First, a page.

What Is a Onewheel?

  • Based in Los Angeles, Warren Clarke loves providing readers with the information they need to make smart automotive choices. He's provided content for outlets such as Carfax, Edmunds.com, Credit Karma and the New York Daily News.

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Micromobility is a hot buzzword these days, and it refers to the lightweight, electric vehicles that have their heart set on disrupting the transportation industry. Though everything about these vehicles feels exciting and new, a key reason for their success may have to do with their ability to evoke a sense of dewy nostalgia. According to a report published by McKinsey and Company, a consulting firm, riders say that one of the most appealing things about whizzing down city streets on these electrified conveyances is that it takes them back to childhood days spent piloting a bicycle or scooter.

One of the most innovative micromobility solutions is the Onewheel. This vehicle bears more than a passing resemblance to an American classic, the skateboard. But while a skateboard has four wheels, a Onewheel has — you guessed it — only one.

How Does It Work?

The self-balancing Onewheel features an electric motor and a single, chunky wheel.

 

With the Onewheel, a thick deck rests atop a single, chunky wheel. The device is self-balancing, and both the board and the rider are held in a level position as an electric motor gets things moving.

To change direction, you don’t need handlebars or a handheld controller. Instead, the Onewheel is able to recognize changes in the way your body is positioned. Want to make a left turn? Angle your body to the left, and the Onewheel will take the hint. It will speed up if you thrust your body forward and slow down if you pull back. You can bring things to a halt by lifting your heel from the deck.

This little people-mover wasn’t meant just for city streets. Its huge, indomitable wheel makes the Onewheel much more rugged than a skateboard, and it’s sturdy enough to venture beyond paved roads. It’s also built to resist water, so it’s able to withstand mud and puddles.

The Onewheel isn’t scared of a little dirt. It’s rugged enough to tackle unpaved paths.

 

To get started, you need to download a Onewheel app to your smartphone, then connect the phone to the board via Bluetooth. The app has a dashboard that provides information such as current speed, miles traveled and the amount of charge left in the board’s battery.

One more thing: The Onewheel isn’t cheap. Pricing-wise, it has more in common with a small used car than a skateboard. The top model in the range starts at roughly $1,800.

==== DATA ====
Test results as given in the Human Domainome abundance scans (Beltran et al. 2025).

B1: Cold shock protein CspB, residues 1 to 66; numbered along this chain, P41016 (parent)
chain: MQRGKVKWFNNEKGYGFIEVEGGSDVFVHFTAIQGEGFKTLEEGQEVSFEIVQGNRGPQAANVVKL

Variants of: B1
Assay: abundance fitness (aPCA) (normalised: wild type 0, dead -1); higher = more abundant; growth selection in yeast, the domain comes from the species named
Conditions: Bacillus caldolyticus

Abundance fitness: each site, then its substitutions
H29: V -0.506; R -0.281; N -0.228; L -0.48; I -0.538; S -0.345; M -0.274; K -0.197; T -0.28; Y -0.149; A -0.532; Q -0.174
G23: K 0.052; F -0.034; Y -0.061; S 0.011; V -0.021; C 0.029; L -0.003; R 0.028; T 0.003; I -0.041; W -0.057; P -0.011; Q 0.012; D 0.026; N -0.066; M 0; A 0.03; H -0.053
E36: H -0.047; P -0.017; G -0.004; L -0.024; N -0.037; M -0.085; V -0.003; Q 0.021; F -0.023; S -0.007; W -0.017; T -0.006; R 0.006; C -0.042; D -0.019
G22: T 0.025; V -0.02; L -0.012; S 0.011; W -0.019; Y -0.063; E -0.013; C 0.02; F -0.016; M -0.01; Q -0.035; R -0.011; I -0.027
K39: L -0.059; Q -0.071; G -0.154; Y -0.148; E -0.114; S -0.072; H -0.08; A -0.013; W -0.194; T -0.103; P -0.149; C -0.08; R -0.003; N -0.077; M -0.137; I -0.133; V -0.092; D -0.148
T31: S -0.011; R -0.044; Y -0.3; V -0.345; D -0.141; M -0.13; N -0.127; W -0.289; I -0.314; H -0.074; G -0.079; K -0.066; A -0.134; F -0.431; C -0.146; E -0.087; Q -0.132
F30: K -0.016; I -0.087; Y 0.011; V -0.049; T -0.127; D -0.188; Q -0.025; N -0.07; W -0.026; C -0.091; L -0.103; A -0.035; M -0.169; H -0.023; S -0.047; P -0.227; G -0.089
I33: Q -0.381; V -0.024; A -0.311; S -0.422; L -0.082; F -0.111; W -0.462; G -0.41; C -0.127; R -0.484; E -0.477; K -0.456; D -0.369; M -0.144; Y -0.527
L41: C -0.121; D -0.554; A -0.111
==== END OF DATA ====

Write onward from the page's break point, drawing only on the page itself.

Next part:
What Options Are Available?

This innovative micromobility vehicle comes in two flavors: XR and Pint.

The Onewheel XR is the larger of the two. It’s 29.5 inches long and 9.5 inches wide, and it weighs in at a not-insignificant 27 pounds. It has a range of 12-18 miles and a top speed of 19 mph, and it’s able to achieve a full charge in 60 minutes.

Ready for action. The Onewheel XR is 29.5 inches long and can travel for 12-18 miles between charges.

 

Pricing for the Onewheel XR kicks off at $1,799. Adding a bundle that includes a home charger and replacement bumpers steps the price up to $1,899.

For those who want something that’s smaller and more accessibly priced, there’s the Onewheel Pint, the runt of the litter. It’s 27 inches long and nearly 9 inches wide, and it tips the scales at 23 pounds. It can travel for 6-8 miles between charges, and it reaches a top speed of 16 mph. The Onewheel Pint can be fully charged in just 50 minutes.

Weighing in at 23 pounds, the Onewheel Pint can achieve a full charge in 50 minutes.

 

Pricing for the Onewheel Pint starts at $950.

Summing Up

Two-wheeled conveyances are all the rage these days, but the Onewheel aims to bring something different to the party. It doesn’t come cheap, but it’s purpose-built to serve up lots of open-air enjoyment, whether you’re on urban roadways or rural paths. Consider it the green, mean cousin of the skateboard, that old familiar friend.

 


About the Author

  • Based in Los Angeles, Warren Clarke loves providing readers with the information they need to make smart automotive choices. He's provided content for outlets such as Carfax, Edmunds.com, Credit Karma and the New York Daily News.

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